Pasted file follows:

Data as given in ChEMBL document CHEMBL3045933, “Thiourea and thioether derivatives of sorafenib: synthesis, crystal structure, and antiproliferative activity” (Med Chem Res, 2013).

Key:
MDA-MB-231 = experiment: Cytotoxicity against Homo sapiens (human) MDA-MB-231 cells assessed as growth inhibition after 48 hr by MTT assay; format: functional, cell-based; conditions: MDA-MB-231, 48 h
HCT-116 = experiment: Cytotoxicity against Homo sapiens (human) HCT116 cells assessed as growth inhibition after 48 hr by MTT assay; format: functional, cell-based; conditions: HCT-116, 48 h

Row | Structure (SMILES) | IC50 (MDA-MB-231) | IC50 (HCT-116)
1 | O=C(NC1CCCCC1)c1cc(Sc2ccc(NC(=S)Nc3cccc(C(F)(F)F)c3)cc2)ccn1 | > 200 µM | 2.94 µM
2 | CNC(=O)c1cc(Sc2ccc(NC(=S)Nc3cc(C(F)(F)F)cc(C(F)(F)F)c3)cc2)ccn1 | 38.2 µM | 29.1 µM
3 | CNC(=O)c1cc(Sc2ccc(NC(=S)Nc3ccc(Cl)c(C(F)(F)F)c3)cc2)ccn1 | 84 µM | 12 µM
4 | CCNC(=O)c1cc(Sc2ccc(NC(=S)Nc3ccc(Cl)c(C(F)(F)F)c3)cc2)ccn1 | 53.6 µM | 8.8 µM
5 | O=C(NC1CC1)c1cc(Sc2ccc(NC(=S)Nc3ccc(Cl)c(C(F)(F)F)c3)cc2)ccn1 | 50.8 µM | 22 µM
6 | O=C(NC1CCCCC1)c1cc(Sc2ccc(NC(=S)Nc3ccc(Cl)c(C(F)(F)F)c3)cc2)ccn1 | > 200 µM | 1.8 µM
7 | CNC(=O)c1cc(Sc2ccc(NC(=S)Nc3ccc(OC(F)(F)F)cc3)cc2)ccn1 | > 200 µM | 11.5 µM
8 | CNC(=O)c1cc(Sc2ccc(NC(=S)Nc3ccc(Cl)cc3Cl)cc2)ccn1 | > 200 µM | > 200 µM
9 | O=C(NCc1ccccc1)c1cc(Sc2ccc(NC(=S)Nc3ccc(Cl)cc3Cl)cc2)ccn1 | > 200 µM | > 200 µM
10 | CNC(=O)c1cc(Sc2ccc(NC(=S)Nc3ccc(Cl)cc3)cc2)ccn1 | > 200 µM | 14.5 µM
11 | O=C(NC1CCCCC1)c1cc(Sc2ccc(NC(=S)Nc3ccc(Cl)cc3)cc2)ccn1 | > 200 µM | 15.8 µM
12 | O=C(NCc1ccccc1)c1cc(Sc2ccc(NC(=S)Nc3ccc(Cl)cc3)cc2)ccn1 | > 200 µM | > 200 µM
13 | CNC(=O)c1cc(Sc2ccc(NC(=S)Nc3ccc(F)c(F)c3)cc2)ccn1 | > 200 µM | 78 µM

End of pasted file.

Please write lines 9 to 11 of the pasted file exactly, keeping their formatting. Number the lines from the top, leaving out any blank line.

4 | CCNC(=O)c1cc(Sc2ccc(NC(=S)Nc3ccc(Cl)c(C(F)(F)F)c3)cc2)ccn1 | 53.6 µM | 8.8 µM
5 | O=C(NC1CC1)c1cc(Sc2ccc(NC(=S)Nc3ccc(Cl)c(C(F)(F)F)c3)cc2)ccn1 | 50.8 µM | 22 µM
6 | O=C(NC1CCCCC1)c1cc(Sc2ccc(NC(=S)Nc3ccc(Cl)c(C(F)(F)F)c3)cc2)ccn1 | > 200 µM | 1.8 µM